The fifth edition of the Kusi Ideas Festival under the theme “Africa’s Agenda 2063: Making the dream come true” was held in Gaborone, Botswana this week, with a rallying call to African leaders to promote innovations, resilience and commitments towards the achievement of continent’s strategic development plan, Agenda 2063.
Botswana President Mokgweetsi Masisi equated the festival with a stock exchange, where people meet to exchange ideas that are not only tradeable but can be turned into policies.
“We are fully persuaded that this event has a unique offering of a transformative and intentional conversations by thought leaders from across the continent to interrogate the various aspects and facets of our collective vision,” he said.
The deliberations at the festival, President Masisi said, would bring out some pointers of strategic direction to be considered by governments, civil society organisations, investors and partner institutions towards fulfilling “the Africa we want.”
Crucial to the attainment of the desired goals will be a united Africa, moving with a unified purpose and progressively synergising its efforts of integration in conducting trade.
Nation Media Group’s Board Chairman Wilfred Kiboro challenged Africans to stop thinking that they do not have what it takes to create a prosperous continent.
“One of the things I would love us to discuss in this conference is how we can decolonise the African mindset to believe in ourselves and in the possibility that we do have the answers to African problems,” he said.
The festival has brought together heads of state, captains of industry, policymakers, entrepreneurs, influencers in the new digital space, and students from across the continent. The two-day conference will see the delegates, both attending virtually and physically generate several ideas offering solutions and innovations to tackle challenges facing Africa.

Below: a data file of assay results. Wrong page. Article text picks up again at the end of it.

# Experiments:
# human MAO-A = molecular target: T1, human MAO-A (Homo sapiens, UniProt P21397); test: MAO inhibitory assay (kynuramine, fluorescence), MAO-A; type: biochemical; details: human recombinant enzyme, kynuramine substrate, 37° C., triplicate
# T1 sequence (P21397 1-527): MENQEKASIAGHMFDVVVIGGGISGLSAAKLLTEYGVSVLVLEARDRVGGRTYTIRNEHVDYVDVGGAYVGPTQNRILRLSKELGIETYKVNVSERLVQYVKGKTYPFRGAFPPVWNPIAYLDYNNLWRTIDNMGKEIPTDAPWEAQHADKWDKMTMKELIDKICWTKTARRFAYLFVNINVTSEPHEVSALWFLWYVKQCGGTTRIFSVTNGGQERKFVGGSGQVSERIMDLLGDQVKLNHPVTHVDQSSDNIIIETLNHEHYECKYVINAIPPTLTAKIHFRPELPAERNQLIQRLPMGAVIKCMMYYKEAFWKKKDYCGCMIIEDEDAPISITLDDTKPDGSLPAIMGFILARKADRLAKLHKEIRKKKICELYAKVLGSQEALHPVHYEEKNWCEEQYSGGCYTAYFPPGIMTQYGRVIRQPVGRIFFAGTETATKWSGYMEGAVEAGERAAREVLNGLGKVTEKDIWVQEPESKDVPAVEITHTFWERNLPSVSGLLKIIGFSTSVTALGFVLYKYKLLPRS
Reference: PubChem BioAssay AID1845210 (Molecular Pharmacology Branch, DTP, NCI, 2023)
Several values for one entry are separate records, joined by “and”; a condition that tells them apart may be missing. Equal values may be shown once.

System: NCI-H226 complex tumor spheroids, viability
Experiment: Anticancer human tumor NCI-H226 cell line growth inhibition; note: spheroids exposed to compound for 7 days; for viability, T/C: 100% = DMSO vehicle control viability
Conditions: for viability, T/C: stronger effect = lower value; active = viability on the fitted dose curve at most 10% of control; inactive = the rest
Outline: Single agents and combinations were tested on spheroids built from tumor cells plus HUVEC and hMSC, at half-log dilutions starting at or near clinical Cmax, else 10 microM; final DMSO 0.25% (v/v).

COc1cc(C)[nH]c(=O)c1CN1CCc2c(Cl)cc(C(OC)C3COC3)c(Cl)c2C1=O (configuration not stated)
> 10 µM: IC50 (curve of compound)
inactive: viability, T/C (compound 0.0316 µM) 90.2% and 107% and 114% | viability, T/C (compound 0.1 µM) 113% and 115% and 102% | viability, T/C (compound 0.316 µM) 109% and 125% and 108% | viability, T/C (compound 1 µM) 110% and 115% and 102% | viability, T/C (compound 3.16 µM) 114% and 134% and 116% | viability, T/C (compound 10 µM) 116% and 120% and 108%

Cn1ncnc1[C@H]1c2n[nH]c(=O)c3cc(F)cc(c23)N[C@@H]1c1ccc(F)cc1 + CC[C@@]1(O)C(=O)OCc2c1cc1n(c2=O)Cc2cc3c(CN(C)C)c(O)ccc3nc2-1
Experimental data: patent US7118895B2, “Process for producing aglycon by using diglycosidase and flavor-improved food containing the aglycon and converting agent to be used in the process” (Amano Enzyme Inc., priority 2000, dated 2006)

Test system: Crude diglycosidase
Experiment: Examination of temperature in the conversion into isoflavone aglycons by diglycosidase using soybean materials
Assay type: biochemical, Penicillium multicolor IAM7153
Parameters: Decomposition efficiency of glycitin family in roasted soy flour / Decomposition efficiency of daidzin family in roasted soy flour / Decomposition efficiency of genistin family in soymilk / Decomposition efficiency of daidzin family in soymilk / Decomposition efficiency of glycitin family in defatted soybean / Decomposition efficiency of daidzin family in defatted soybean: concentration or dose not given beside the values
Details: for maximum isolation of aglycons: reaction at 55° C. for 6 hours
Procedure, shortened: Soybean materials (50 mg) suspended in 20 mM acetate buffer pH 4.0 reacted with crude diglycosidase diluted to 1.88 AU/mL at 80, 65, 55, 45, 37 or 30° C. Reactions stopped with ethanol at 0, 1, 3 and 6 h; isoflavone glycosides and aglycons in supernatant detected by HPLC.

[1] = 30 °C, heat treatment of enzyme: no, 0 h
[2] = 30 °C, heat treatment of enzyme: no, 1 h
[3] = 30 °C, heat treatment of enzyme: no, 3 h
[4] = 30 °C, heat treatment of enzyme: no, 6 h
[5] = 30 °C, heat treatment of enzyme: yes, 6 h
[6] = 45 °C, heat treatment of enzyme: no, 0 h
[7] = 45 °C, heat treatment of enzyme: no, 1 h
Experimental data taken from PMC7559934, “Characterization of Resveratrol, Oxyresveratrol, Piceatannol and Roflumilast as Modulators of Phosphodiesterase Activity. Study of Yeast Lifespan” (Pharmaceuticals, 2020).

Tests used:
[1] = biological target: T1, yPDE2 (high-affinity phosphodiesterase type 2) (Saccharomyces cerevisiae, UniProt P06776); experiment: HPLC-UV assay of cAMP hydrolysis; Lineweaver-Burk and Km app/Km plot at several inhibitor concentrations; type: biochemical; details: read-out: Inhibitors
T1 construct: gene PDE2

Issues to be discussed in this year’s festival include the creation of a prosperous Africa, a functioning free trade area, respect of law and human rights to promote good governance and democracy as well as a peaceful Africa supported by the AU’s mission to silence the guns in troubled regions.
He wondered why many people in Europe, some parts of Asia and the Americas still thought of Africa as a country, not knowing it has several nations, a clear indicator that Africa has not marketed itself as it should in the global space.
Dr Kiboro said it was time for Africa to take responsibility for its development and stop looking back to the dark times of colonialism where many atrocities were meted out to Africans by the powers that ruled them.
“I believe we cannot continue to blame our colonial masters for the ills that face Africa. I believe we have the capacity to confront all the challenges that we face head on and deal with them. One of the biggest things I would love us to discuss in this conference is how we can decolonise the African mindset to believe in ourselves and in the possibility that we do have the answers to African problems,” he said.